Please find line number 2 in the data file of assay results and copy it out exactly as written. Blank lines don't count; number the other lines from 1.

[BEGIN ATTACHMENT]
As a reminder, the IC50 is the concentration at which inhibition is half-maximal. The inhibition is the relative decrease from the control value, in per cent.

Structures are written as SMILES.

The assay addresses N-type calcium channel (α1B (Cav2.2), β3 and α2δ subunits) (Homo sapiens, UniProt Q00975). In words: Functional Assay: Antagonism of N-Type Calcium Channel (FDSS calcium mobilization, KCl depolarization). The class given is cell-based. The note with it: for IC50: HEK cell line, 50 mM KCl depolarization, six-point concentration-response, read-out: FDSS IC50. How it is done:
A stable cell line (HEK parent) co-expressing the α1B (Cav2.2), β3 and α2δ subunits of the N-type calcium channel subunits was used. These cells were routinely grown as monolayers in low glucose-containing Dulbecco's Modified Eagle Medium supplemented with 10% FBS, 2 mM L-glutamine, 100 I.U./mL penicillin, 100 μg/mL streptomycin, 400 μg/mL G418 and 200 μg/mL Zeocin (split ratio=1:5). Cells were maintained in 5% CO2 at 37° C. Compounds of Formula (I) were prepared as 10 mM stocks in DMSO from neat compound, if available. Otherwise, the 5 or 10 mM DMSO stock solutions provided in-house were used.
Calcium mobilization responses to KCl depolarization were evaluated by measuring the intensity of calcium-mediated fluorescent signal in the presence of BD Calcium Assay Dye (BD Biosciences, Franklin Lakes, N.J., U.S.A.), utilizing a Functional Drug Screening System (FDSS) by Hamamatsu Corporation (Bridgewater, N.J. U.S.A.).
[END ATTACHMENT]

Structures are written as SMILES.